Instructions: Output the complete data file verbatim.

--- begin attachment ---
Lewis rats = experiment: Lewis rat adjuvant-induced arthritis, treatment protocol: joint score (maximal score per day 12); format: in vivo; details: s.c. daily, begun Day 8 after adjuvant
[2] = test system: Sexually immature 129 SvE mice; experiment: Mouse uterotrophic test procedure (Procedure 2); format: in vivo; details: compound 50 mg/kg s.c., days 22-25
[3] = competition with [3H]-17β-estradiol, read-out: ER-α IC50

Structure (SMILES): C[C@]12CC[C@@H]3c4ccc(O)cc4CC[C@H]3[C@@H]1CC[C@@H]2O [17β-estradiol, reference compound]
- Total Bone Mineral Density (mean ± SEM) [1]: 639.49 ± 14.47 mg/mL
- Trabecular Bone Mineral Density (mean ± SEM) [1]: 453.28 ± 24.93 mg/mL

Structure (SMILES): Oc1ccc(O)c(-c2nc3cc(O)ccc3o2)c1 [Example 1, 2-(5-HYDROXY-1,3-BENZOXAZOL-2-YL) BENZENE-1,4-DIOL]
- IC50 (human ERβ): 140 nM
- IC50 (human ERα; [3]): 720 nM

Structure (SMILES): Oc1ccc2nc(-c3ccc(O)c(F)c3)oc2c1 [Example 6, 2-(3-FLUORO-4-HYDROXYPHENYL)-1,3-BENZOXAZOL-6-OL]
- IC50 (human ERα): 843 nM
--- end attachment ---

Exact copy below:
Lewis rats = experiment: Lewis rat adjuvant-induced arthritis, treatment protocol: joint score (maximal score per day 12); format: in vivo; details: s.c. daily, begun Day 8 after adjuvant
[2] = test system: Sexually immature 129 SvE mice; experiment: Mouse uterotrophic test procedure (Procedure 2); format: in vivo; details: compound 50 mg/kg s.c., days 22-25
[3] = competition with [3H]-17β-estradiol, read-out: ER-α IC50

Structure (SMILES): C[C@]12CC[C@@H]3c4ccc(O)cc4CC[C@H]3[C@@H]1CC[C@@H]2O [17β-estradiol, reference compound]
- Total Bone Mineral Density (mean ± SEM) [1]: 639.49 ± 14.47 mg/mL
- Trabecular Bone Mineral Density (mean ± SEM) [1]: 453.28 ± 24.93 mg/mL

Structure (SMILES): Oc1ccc(O)c(-c2nc3cc(O)ccc3o2)c1 [Example 1, 2-(5-HYDROXY-1,3-BENZOXAZOL-2-YL) BENZENE-1,4-DIOL]
- IC50 (human ERβ): 140 nM
- IC50 (human ERα; [3]): 720 nM

Structure (SMILES): Oc1ccc2nc(-c3ccc(O)c(F)c3)oc2c1 [Example 6, 2-(3-FLUORO-4-HYDROXYPHENYL)-1,3-BENZOXAZOL-6-OL]
- IC50 (human ERα): 843 nM